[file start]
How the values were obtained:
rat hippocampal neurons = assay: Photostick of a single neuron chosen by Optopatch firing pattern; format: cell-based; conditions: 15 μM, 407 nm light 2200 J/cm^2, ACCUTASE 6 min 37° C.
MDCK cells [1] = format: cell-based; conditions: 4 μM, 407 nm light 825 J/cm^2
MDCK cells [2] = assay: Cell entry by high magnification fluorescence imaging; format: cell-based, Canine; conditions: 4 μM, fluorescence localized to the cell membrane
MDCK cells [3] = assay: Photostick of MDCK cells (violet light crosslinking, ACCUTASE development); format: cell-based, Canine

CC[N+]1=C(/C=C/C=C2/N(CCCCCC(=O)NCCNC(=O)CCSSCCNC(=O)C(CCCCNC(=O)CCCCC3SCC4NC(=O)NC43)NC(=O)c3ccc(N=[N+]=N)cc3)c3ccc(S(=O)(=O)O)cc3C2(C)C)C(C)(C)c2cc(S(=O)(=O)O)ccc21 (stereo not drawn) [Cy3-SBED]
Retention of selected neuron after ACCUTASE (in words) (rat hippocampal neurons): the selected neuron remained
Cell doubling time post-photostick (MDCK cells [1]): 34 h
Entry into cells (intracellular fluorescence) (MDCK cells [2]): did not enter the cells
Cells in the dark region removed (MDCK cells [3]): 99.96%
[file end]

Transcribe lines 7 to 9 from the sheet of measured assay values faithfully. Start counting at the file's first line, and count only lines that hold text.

Retention of selected neuron after ACCUTASE (in words) (rat hippocampal neurons): the selected neuron remained
Cell doubling time post-photostick (MDCK cells [1]): 34 h
Entry into cells (intracellular fluorescence) (MDCK cells [2]): did not enter the cells